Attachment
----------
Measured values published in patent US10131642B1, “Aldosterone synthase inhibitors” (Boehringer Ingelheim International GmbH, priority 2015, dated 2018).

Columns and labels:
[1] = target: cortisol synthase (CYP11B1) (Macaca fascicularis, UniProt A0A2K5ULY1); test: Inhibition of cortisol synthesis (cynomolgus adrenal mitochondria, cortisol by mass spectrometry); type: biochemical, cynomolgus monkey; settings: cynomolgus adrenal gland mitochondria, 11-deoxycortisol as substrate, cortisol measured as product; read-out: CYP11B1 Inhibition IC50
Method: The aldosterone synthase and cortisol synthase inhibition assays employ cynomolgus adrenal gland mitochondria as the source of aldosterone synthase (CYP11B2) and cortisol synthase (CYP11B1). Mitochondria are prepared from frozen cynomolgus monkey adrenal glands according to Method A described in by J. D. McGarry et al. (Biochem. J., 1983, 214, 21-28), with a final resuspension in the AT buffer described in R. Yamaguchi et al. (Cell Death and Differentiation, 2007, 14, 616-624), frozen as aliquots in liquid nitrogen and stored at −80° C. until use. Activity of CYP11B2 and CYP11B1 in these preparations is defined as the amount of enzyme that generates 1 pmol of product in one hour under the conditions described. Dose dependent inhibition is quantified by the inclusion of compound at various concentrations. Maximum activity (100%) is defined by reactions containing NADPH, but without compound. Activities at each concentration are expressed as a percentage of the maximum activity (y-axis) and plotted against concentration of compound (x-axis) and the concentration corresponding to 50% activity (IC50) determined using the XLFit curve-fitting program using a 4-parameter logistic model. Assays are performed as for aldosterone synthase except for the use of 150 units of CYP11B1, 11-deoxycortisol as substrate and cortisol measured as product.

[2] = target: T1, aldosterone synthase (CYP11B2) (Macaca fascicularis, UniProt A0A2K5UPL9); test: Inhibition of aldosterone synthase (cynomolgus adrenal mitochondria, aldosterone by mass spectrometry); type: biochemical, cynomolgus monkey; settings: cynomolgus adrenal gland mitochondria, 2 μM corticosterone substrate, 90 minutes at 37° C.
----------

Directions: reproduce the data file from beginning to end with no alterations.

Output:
Measured values published in patent US10131642B1, “Aldosterone synthase inhibitors” (Boehringer Ingelheim International GmbH, priority 2015, dated 2018).

Columns and labels:
[1] = target: cortisol synthase (CYP11B1) (Macaca fascicularis, UniProt A0A2K5ULY1); test: Inhibition of cortisol synthesis (cynomolgus adrenal mitochondria, cortisol by mass spectrometry); type: biochemical, cynomolgus monkey; settings: cynomolgus adrenal gland mitochondria, 11-deoxycortisol as substrate, cortisol measured as product; read-out: CYP11B1 Inhibition IC50
Method: The aldosterone synthase and cortisol synthase inhibition assays employ cynomolgus adrenal gland mitochondria as the source of aldosterone synthase (CYP11B2) and cortisol synthase (CYP11B1). Mitochondria are prepared from frozen cynomolgus monkey adrenal glands according to Method A described in by J. D. McGarry et al. (Biochem. J., 1983, 214, 21-28), with a final resuspension in the AT buffer described in R. Yamaguchi et al. (Cell Death and Differentiation, 2007, 14, 616-624), frozen as aliquots in liquid nitrogen and stored at −80° C. until use. Activity of CYP11B2 and CYP11B1 in these preparations is defined as the amount of enzyme that generates 1 pmol of product in one hour under the conditions described. Dose dependent inhibition is quantified by the inclusion of compound at various concentrations. Maximum activity (100%) is defined by reactions containing NADPH, but without compound. Activities at each concentration are expressed as a percentage of the maximum activity (y-axis) and plotted against concentration of compound (x-axis) and the concentration corresponding to 50% activity (IC50) determined using the XLFit curve-fitting program using a 4-parameter logistic model. Assays are performed as for aldosterone synthase except for the use of 150 units of CYP11B1, 11-deoxycortisol as substrate and cortisol measured as product.

[2] = target: T1, aldosterone synthase (CYP11B2) (Macaca fascicularis, UniProt A0A2K5UPL9); test: Inhibition of aldosterone synthase (cynomolgus adrenal mitochondria, aldosterone by mass spectrometry); type: biochemical, cynomolgus monkey; settings: cynomolgus adrenal gland mitochondria, 2 μM corticosterone substrate, 90 minutes at 37° C.